Consider the way, in the same scene as mentioned above, Paltrow lets Viola’s breathy voice break through in the moments when Will waxes poetic about Viola’s beauty. When Will goes a compliment too far, Viola’s voice hardens again, sounding more like Kent. “I think the lady is wise to keep your love at a distance,” Kent says. “For what lady could live up to it, close to, when her eyes and lips and voice may be no more beautiful than mine?” Paltrow utters the word “mine” like a sigh, in Viola’s voice. In every scene as Kent, Paltrow’s vocal work lets us know that Viola is there, just under the surface, waiting to be let out with an exhalation.
This dynamic plays beautifully in later scenes, when Will and Viola have begun their sexual relationship, and they take every opportunity at rehearsals to make out offstage. In these moments, Paltrow blurs the breathiness of Viola’s voice with the lustful heavy breathing between kisses. Paltrow locates Viola’s desires—for love, for freedom, for Will—in her breath, which is always ready to burst forth.
When Viola is at her most romantic, Paltrow delivers her lines in the most airy way. Near the beginning of the film, Viola declares that she will have “love that overthrows life, unbiddable, ungovernable, like a riot in the heart and nothing to be done, come ruin or rapture.” Paltrow is practically winded by the time she gets to the end of the line. When Viola first learns of her engagement to Wessex, before she has had time to adjust to the inevitability of the marriage, she nearly whispers her reaction to the news: “But I do not love you, my lord.” Even when reciting lines as Viola-as-Kent-as-Romeo, Paltrow imbues the most achingly romantic passages with some of Viola’s swooping cadences.
In the moments when Viola has come back down to earth, and she must face reality, Paltrow’s voice comes down to earth, too. Viola controls her voice not only when she performs as Kent, but also when she knows that she cannot have that for which she truly yearns. In these moments, she cannot let out her air, her breath, her desire; she must contain it.
Paltrow physically expresses the clash between Viola’s essential nature and the constraints of societal norms as well. Early in the film, Paltrow often leans forward and looks outward, as if Viola cannot be tethered to one spot. She’s constantly straining to be somewhere else. The undefined pull on Viola’s body reveals itself as a magnetic attraction once she meets Will. Paltrow consistently orients herself towards Fiennes in their scenes together. The motion makes sense when Will is present.
In Viola’s scenes without Will, the forward gestures look like restlessness. Paltrow keeps the movements small, as though Viola is struggling to keep herself still. In this way, too, Paltrow shows us how Viola’s passionate constitution can barely be restrained. Take, for example, the scene before her wedding to Wessex. Viola walks into the room to find her father settling the dowry with her husband-to-be. “I see you’re open for business, so let’s to church,” she tells Wessex flatly. As Paltrow delivers the line, her head bobs slightly back and forth. She looks as if she’s positively bristling at the thought of being sold to Wessex, even as she accepts what she must do.
In an interview with Variety to commemorate the twentieth anniversary of Shakespeare in Love, Paltrow said that she felt uncomfortable in the restrictive period costumes she had to wear as Viola. She lets that discomfort show in her performance, letting the elaborate clothing work as another form of confinement that Viola visibly resists. When Viola dresses as a man, Paltrow’s body language loosens up considerably. When she swaggers onstage as Viola-as-Kent-as-Romeo when Kent shows up for the play’s first rehearsal, it is a thing of beauty.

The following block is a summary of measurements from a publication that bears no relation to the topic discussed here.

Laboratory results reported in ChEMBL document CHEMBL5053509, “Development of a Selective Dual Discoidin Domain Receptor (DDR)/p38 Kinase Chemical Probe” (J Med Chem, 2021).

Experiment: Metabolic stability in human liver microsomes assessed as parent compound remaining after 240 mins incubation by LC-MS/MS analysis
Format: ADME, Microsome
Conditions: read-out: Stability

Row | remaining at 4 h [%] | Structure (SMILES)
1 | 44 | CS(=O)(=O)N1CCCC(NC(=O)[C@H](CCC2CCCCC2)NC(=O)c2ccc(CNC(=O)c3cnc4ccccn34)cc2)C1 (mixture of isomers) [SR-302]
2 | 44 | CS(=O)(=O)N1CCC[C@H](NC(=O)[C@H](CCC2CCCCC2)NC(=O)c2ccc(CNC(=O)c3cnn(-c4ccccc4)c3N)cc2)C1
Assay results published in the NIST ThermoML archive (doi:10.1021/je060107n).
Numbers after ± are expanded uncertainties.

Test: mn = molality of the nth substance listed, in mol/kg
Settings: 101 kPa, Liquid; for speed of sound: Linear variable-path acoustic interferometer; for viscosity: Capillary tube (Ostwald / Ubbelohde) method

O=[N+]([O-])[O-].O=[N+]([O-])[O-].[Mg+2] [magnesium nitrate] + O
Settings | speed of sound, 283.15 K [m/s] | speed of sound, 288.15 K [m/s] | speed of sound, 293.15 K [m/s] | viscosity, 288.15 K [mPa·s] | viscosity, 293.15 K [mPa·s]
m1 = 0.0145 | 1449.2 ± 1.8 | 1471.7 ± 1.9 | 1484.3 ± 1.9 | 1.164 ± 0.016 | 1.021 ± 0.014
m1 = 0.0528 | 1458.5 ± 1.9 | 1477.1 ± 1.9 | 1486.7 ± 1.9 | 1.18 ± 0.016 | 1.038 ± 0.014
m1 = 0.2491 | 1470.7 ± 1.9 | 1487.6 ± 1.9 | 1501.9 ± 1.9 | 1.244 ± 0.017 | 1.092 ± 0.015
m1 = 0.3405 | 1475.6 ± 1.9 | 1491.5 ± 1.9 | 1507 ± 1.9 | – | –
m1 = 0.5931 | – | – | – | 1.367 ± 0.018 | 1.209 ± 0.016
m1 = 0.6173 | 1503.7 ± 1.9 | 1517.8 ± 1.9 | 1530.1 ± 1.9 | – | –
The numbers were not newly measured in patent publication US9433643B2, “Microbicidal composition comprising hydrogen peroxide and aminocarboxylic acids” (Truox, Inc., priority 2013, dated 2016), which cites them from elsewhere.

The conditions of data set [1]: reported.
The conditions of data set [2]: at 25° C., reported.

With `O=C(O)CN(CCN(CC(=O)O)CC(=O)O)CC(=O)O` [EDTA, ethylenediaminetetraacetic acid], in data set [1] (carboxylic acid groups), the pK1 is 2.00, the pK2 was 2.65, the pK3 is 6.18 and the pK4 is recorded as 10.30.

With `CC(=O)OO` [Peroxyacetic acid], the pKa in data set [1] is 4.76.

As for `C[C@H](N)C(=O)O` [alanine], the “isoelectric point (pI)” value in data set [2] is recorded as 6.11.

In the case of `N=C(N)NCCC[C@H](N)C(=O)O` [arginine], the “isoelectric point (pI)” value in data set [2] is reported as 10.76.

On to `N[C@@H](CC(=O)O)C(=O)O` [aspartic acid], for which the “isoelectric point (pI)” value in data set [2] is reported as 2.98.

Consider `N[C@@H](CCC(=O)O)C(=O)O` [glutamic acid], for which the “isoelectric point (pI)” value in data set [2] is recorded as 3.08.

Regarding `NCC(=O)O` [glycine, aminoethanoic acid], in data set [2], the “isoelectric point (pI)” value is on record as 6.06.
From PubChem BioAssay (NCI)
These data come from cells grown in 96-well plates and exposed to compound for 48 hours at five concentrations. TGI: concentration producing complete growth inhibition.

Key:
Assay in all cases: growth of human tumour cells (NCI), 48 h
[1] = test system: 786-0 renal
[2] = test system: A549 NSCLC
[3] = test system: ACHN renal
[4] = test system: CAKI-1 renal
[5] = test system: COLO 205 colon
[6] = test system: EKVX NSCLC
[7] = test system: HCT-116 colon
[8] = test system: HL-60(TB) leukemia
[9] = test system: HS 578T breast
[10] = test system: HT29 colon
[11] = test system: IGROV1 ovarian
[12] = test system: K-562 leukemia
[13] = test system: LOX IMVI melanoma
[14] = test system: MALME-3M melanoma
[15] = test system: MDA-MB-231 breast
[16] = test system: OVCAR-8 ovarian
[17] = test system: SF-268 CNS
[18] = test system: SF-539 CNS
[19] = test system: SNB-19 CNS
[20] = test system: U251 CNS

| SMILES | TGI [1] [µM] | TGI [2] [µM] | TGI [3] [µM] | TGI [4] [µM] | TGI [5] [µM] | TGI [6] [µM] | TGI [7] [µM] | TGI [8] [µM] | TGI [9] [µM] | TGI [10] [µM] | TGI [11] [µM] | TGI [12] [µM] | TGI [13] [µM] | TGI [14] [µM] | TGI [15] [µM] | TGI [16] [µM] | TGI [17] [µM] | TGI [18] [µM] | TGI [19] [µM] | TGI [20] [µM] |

Finally, I would be remiss if I neglected to mention Paltrow’s eyebrows. I am not being facetious when I say that Paltrow does some of my favorite eyebrow acting of all time in Shakespeare in Love. The actress uses her brow to convey the urgency and the intensity of Viola’s feelings. It’s here, in the eyebrows, that Paltrow most indicates Viola’s pressing need to let her emotions out. The actress has been called “luminous” in the role, and I think the descriptor (beyond the obvious use of the word to mean “radiantly beautiful”) gets at this “pressing outward” quality of Paltrow’s performance. Paltrow’s eyebrows act as a gate, lifting to let Viola’s passion pour out and knitting together in an effort to keep it in.
Upon release, Shakespeare in Love earned rave reviews and grossed $300 worldwide—a huge number for an independent movie. The film is still generally well-liked today, and it would be incorrect to assert that the film needs to be reappraised. And yet, the narrative persists that Shakespeare in Love didn’t deserve its Oscar wins. I have always understood an implicit bias against “feminine” film genres in the assertion that Saving Private Ryan should have won the top prize. A romance can’t possibly be serious enough to win Best Picture. Playing a romantic lead shouldn’t win you Best Actress.
All I know is that when I watched Shakespeare in Love for the first time as a teenager, Viola was a revelation. She felt like a fully realised person in a way that many other female film characters didn’t, in no small part thanks to Paltrow’s performance. I saw myself in Viola’s struggle to fulfill her emotional and sexual desires in a society that often dismisses such wants, when held by women, as unimportant. As Will puts it at the end of the film, Viola is a “heroine for all time.” Gwyneth Paltrow deserved that Oscar for truthfully and joyfully revealing the irrepressible naturalness of Viola’s creative and romantic desires.
by Leah Carlson-Downie
Leah (she/her) is a New York-based librarian and pop culture junkie. She is a longtime cinephile who continuously endeavors to learn more about the history of the form. She has always been a writer but has only recently felt comfortable calling herself one. Leah usually digs movie musicals, period pieces, and parody films. You can find her on Twitter or on her blog.